SNK 40th Anniversary Collection Review – A Great Collection For a New Generation

    Title: SNK 40th Anniversary Collection
    Developer: SNK
    Release Date: November 13, 2018
    Reviewed On: PS4
    Publisher: NISA
    Genre: Retro

Taking a trip down memory lane can either be delightful or miserable. There have been many times when I’ve played games that I loved as a kid and soon found out that certain games just don’t age all that well. However, comparing games from the past with modern day games, and making an assessment based off of simply comparing and contrasting, is in my opinion, unfair.

With that said, going into the SNK 40th Anniversary Collection for the first time was quite an experience for me. The reason for this is that the collection includes games that were released before I was even born, which was 1991. At the game selection screen in the collection’s Arcade mode, I had no idea which game to start with. But, after playing all of the games that are included, and seeing what the collection had to offer as a whole, I’m glad that I decided to go back to the olden days of SNK. I recommend that you should, too — if you’re on a quest for a full-fledged nostalgic experience.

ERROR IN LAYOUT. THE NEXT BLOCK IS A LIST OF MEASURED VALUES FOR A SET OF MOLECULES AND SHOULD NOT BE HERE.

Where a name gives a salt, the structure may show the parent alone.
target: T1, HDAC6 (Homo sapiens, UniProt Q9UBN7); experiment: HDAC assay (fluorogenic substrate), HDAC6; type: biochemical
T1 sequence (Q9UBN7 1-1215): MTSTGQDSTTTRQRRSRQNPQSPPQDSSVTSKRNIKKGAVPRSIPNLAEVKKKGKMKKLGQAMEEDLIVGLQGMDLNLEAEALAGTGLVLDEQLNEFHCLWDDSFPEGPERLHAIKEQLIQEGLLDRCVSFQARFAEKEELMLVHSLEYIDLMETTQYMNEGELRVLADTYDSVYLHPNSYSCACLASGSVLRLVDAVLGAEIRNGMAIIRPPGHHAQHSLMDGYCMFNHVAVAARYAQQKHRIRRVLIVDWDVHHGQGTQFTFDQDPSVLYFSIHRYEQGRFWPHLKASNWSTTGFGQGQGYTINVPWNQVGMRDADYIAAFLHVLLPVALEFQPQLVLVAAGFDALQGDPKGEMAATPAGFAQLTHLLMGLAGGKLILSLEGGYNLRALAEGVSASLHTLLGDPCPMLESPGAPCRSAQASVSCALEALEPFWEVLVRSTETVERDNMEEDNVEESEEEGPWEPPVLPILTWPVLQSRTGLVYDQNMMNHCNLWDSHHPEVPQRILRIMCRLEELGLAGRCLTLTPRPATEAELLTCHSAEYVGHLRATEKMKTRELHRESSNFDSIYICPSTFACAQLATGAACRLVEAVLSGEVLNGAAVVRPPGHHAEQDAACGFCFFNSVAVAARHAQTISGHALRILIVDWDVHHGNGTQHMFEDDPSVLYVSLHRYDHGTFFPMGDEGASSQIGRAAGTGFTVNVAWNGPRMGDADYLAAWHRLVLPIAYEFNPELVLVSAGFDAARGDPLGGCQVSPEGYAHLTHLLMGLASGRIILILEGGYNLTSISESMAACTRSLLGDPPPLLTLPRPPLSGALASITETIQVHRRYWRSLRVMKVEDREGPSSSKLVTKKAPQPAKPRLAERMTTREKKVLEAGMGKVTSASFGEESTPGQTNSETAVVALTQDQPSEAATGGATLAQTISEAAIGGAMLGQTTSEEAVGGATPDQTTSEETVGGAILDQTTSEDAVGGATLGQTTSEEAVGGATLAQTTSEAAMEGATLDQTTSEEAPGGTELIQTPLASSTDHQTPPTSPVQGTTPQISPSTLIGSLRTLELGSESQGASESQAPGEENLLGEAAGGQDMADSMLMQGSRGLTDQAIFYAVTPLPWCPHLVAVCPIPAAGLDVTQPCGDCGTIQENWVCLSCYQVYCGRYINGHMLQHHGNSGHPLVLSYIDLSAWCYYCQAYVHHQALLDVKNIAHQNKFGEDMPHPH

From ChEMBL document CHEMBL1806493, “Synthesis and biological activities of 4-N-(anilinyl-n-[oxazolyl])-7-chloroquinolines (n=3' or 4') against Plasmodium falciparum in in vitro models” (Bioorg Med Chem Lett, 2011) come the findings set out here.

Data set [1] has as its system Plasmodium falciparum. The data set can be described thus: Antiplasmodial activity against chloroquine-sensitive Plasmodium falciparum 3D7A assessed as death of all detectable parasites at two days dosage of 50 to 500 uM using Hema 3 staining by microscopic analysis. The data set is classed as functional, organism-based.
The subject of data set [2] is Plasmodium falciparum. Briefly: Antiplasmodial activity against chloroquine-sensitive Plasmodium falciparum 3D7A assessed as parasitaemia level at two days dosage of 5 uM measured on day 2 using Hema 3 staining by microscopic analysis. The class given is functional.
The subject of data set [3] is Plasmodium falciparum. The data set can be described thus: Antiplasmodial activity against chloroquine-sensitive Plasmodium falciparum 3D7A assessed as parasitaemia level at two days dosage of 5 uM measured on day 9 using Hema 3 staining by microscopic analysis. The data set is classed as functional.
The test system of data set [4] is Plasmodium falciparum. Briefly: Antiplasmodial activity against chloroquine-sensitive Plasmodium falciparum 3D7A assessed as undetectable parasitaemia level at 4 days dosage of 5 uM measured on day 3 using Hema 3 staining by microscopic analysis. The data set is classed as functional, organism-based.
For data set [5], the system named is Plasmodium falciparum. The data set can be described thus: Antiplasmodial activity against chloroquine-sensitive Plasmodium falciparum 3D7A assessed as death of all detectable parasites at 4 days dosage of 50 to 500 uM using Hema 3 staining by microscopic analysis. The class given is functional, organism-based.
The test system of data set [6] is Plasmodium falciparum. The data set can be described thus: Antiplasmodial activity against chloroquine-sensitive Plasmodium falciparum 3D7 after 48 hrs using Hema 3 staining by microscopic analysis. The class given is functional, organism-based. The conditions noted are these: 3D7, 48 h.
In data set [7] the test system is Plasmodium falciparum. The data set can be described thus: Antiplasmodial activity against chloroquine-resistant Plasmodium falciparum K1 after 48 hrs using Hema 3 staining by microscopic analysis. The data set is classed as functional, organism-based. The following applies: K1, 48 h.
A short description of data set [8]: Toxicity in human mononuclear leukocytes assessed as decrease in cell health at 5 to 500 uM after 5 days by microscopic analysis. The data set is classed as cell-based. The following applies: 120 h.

Rather than sharing my thoughts on each game individually, I’ll simply be sharing what games are included and highlighting a few of my favorites — as this review focuses more on the overall content and presentation in the collection.

The SNK 40th Anniversary Collection was crafted by Digital Eclipse, who, without a doubt, know how to make a solid old school game package since they were the ones responsible for the Mega Man Legacy Collection and the Street Fighter 30th Anniversary Collection. In Digital Eclipse’s SNK collection, they’ve included some hidden gems from SNK’s catalog of old-school classics that are mostly from the ‘80s. At launch, the collection includes the following 14 games: Alpha Mission, Athena, Crystalis, Guerilla War, Ikari Warriors, Ikari Warriors 2: Victory Road, Ikari III: The Rescue, Iron Tank: Invasion of Normandy, P.O.W., Prehistoric Isle, Psycho Soldier, Street Smart, TNK III, and Vanguard.